The bathroom offered scant comfort. Her mind and her heart were racing. She knew (she did) that she couldn't leave her son alone in there with a bird. It was insane. How did a bird -? But there wasn't time. She was frightened. She was frightened but she had to act. This was about more than herself. This was a test of her motherhood. Even here, though, in the astringent calm of her bathroom, the bird could be heard. Rippling. The awfulness of her situation gripped her, the fear. That awful rippling. It was like the imagined movement of insects crawling beneath her skin, hard and oily cockroaches competing for space in her stomach cavity. She placed her hands upon the sink and looked at the woman whose face stared out from the mirrored cabinets. What were her options? She could call Carl? He'd instructed her not to call. Not for a little while. Surely this was an emergency? It wasn't like a spider in the bath. This was an emergency. But what if he arrived, sweating and uncomfortable from (wherever it was he was and whatever it was he was doing) only to find that the bird was a product of her imagination? What if he arrived and saw the red wine and her pale, stretched features and imagined her - what? drunk? irresponsible? What if he threatened to take Edmund away from her? Edmund was all she had. She couldn't risk calling Carl. Not yet, at any rate. Not until she was sure. (Again, though, her mind swung, how sure did she have to be? She had seen the bird with her own eyes. She had seen it and so belief, whether the bird was real or not, didn't come into it. She'd either seen a bird or she was insane and was seeing birds, threatening birds, where birds were not...)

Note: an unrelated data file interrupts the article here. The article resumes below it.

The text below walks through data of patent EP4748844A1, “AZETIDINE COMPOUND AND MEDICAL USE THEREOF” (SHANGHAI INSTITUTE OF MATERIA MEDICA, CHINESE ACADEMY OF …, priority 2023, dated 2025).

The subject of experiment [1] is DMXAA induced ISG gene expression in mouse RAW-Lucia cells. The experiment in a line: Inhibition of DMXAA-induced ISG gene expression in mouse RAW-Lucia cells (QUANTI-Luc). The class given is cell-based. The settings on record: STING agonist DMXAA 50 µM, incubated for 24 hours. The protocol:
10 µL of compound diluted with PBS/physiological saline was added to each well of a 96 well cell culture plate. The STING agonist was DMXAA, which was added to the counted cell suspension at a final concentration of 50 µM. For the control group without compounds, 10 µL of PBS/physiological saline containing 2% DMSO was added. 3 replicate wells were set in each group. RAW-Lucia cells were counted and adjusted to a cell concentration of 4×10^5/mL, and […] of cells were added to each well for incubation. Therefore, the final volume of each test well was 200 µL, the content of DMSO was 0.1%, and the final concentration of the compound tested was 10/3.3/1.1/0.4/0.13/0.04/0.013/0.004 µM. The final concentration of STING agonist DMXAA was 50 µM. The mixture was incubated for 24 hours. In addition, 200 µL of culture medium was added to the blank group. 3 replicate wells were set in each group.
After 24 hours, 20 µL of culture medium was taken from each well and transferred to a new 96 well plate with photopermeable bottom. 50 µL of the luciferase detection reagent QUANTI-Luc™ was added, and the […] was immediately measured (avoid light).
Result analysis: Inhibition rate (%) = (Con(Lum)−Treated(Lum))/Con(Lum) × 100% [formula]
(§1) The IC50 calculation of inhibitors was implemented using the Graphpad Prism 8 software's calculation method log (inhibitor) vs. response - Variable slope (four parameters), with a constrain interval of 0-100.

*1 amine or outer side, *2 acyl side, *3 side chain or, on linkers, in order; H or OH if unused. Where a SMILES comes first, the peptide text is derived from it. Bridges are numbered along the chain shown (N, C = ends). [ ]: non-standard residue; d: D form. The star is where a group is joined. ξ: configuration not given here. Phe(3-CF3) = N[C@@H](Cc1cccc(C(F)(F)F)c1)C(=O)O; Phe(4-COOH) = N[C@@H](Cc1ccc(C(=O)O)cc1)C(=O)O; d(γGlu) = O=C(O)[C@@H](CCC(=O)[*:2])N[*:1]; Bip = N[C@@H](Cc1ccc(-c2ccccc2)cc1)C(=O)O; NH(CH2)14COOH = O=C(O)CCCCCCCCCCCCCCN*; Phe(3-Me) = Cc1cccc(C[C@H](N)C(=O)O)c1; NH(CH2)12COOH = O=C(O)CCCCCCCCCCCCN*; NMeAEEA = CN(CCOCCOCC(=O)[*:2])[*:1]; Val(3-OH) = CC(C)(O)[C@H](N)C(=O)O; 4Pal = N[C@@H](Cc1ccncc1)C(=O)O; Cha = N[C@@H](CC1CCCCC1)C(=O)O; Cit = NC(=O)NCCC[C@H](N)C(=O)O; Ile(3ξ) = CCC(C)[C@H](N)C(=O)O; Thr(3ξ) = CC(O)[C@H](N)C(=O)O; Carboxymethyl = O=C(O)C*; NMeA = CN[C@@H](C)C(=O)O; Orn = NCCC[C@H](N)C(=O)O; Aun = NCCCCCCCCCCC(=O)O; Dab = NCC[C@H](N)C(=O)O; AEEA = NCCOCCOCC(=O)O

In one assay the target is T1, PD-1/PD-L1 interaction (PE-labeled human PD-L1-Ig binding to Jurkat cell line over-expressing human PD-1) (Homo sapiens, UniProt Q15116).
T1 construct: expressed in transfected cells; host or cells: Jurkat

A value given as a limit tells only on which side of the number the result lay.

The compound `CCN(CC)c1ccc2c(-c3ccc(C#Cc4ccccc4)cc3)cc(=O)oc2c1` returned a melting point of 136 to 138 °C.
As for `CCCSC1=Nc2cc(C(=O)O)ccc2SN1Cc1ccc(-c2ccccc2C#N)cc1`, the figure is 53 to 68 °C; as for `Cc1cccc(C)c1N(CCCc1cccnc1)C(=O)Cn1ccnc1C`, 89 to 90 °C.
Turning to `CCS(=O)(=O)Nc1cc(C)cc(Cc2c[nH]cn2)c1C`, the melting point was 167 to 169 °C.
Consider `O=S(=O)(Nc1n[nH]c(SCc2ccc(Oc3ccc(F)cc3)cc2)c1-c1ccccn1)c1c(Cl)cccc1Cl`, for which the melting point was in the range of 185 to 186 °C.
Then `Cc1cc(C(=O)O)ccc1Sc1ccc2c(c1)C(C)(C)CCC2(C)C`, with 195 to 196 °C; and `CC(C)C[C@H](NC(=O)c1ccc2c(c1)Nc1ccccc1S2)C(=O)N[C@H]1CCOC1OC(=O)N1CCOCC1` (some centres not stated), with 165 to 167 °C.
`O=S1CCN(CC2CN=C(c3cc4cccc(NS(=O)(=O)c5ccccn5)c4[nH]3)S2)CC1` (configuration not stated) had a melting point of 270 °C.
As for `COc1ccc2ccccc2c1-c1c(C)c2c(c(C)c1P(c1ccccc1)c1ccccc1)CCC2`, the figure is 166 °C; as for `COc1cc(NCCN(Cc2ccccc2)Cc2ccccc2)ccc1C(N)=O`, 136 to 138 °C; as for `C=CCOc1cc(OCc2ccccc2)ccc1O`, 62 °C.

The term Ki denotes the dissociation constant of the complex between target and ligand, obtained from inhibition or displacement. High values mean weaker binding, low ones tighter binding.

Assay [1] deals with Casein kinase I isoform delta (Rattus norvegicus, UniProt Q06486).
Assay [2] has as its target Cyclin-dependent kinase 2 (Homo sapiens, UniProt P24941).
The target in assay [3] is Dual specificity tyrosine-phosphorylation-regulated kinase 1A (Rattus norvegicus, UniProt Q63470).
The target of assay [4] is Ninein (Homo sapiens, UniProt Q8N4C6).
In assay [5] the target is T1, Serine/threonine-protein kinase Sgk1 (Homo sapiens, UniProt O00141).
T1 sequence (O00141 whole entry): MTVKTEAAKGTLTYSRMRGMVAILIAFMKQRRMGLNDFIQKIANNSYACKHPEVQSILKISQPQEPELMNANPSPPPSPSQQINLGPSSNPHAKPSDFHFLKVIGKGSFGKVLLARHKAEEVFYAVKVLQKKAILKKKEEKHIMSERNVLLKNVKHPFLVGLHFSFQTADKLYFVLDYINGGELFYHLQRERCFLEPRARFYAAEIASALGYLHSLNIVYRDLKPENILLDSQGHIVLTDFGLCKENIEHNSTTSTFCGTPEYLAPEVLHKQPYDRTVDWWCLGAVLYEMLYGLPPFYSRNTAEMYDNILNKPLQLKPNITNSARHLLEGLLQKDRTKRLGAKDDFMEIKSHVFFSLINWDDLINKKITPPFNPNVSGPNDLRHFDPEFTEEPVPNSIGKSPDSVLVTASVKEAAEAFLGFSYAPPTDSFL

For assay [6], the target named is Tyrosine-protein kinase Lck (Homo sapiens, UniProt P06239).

She couldn't call Carl. She was alone. She had no-one to turn to and nobody could help her. It was up to her. Whatever it was she was going to do (and, even as she made her way out of the bathroom and along the hall to the bedroom with fear, lodged, coiled, in her belly and her heart, stuttering, tap dancing in her chest, she didn't know what it was she would do, had no clue, was blank, terrified thoughtless), she knew only that it was down to her and her alone.
By the next morning, such fears seemed quaint, antique. Upon waking, the image of her, treading, daunted, along the hallway to the bedroom door, like a Victorian aunt holding the trembling wick of a candle in a saucer more formally reserved for tea, seemed utterly ridiculous. Last night was a world away. Waking, she was a different woman. If only Carl - Carl, who had left her in the midst of post-natal depression as a result of the fact that he had needs, needs she was not able, in her current state to address - if only Carl could see her now. With a bird nestled like a lover beneath her naked arm and many others shuffling about the bedroom and, indeed, the rest of the house (if the information she'd been given was correct), suddenly, anything and everything seemed possible.
The loss of her son, all that the birds demanded, seemed a small price to pay.